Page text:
The LA Times reported that the world’s largest social network Facebook filed papers for its IPO today. Here are some stats from the article: “845 million users; 483 million daily users; annual revenue of $3.7 billion; $1.8 billion in operating income and $1 billion net income.”
It didn’t mention the number of users in the U.S. though, which is more important. Oversea traffic is cheaper and harder to monetize, even though that’s where most of Facebook’s growth is coming from.
In terms of U.S. users, it has about 140M-160M depending on which source you look at. These figures are from June of 2011. It might be a bit higher now, but not much more. Growth in the U.S. has slowed down quite a bit, which is understandable. The U.S. has a total of 240M internet users and about 60% of them are already using Facebook.
In 2011, Google is still the most used web property in the U.S., beating Facebook by about 15M users.
The social network is looking to raise $5B from the initial public offering in May of this year, which would value the company at around $100B. That’s almost 25 times its annual revenue. Zynga, a social gaming internet company that had its IPO last year, raised about $1B on a valuation of $10B. That’s just 10 times its annual revenue.
At 25 times its annual revenue, people are expecting Facebook to continue growing at a fast pace. It’s growth in the U.S. has already slowed to a screeching halt, and the U.S. is where it’s making the majority of its revenue. Most of its current growth are in foreign countries who were late to adopt social networks, and China’s not one of them so there goes one of the largest internet population. Sure, they’re still growing overseas, but that’s fool’s gold because it’s hard to monetize that traffic.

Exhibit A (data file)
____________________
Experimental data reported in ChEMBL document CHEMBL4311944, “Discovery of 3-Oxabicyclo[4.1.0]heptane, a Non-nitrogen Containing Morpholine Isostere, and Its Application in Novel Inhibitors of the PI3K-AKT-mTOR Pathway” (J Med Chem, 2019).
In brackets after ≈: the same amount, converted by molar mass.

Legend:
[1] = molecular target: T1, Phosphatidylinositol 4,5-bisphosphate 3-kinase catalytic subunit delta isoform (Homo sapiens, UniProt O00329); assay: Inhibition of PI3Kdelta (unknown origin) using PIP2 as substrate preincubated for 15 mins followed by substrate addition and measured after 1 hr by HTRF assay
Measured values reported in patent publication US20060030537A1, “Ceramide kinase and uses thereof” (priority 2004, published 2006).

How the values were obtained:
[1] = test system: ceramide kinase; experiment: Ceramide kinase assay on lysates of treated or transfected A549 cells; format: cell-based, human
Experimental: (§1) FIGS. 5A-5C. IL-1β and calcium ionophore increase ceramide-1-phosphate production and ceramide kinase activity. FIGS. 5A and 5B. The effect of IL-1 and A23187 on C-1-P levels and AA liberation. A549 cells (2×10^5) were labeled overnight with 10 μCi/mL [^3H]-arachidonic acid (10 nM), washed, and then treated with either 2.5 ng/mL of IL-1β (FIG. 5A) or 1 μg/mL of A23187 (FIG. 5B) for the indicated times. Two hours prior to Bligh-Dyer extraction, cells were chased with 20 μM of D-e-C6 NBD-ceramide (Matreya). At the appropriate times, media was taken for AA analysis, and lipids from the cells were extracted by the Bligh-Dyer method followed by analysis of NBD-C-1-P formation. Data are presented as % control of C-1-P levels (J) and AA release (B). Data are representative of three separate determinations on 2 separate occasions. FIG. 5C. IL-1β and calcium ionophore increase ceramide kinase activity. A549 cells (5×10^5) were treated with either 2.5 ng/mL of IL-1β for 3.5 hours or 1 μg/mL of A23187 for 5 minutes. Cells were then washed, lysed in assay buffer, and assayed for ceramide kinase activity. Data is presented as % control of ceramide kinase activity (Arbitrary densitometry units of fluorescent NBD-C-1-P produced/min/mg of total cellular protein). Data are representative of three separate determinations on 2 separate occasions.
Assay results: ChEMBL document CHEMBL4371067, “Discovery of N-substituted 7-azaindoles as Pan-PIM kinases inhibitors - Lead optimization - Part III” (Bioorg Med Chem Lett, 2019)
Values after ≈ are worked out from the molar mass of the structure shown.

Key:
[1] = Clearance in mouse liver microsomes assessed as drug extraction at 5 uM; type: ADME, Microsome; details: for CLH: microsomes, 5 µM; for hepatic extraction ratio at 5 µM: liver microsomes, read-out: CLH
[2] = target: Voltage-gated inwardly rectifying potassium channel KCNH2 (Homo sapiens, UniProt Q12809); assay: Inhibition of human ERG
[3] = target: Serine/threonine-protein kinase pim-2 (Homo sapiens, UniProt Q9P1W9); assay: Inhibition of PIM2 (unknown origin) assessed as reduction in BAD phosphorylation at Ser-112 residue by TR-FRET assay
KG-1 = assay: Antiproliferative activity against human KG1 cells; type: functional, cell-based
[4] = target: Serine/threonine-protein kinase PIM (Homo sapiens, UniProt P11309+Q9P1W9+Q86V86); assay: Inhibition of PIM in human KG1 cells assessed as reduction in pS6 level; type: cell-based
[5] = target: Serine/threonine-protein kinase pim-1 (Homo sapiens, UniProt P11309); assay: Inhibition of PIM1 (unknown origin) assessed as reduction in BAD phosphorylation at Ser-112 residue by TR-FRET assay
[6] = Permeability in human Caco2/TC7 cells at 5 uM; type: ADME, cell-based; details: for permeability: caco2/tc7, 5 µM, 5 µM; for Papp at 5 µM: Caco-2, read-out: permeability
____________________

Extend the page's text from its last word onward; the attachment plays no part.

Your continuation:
$3.7B in annual revenue is pretty good until you realize that Google is doing ten times that with the same amount of users in the U.S., and the search engine’s valuation is only 4-5 times its revenue.
You might think that since Google can pull in $37B in annual revenue with the same number of users that the Facebook has a lot of room to grow on the revenue side. However, social networks have always been poor at monetizing their traffic, and that hasn’t changed since they gain popularity. Click-thru rates for ads on social networks have always been really low, so they can’t charge nearly as much as Google per pageview. That hasn’t changed since social networks entered the internet landscape and won’t change in the future.
Facebook will continue to grow, but most of that growth will be overseas where ad impressions are worth a lot less. People buying into the hype will expect more and end up being disappointed.